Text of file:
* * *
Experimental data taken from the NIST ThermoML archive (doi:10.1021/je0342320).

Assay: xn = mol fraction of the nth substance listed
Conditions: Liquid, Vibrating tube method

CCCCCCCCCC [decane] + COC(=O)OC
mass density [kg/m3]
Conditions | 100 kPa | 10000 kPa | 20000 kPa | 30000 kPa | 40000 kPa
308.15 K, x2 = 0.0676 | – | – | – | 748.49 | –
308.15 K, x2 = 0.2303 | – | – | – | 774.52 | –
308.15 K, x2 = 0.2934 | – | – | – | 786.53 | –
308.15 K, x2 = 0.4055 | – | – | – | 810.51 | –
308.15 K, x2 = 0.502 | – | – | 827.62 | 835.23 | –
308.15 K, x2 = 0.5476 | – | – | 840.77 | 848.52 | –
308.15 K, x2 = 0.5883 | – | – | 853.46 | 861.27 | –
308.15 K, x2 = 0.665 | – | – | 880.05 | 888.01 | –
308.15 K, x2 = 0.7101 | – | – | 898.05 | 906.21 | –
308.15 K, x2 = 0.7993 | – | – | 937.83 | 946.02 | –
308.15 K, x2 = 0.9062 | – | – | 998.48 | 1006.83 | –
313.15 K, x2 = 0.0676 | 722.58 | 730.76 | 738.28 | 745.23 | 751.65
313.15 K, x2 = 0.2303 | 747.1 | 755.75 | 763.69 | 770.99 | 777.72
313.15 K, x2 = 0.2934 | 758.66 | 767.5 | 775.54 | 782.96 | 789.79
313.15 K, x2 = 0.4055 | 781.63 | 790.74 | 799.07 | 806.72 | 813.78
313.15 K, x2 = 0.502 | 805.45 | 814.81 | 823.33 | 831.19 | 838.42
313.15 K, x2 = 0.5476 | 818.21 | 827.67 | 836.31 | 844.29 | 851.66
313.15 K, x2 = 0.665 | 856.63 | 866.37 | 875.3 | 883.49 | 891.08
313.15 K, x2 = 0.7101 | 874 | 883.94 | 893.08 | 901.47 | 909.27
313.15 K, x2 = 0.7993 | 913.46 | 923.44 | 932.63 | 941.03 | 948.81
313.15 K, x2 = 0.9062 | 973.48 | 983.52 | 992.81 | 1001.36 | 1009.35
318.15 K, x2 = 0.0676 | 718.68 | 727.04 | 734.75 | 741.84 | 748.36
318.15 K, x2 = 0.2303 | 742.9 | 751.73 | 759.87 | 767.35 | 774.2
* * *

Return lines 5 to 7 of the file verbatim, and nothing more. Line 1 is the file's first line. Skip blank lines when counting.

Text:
mass density [kg/m3]
Conditions | 100 kPa | 10000 kPa | 20000 kPa | 30000 kPa | 40000 kPa
308.15 K, x2 = 0.0676 | – | – | – | 748.49 | –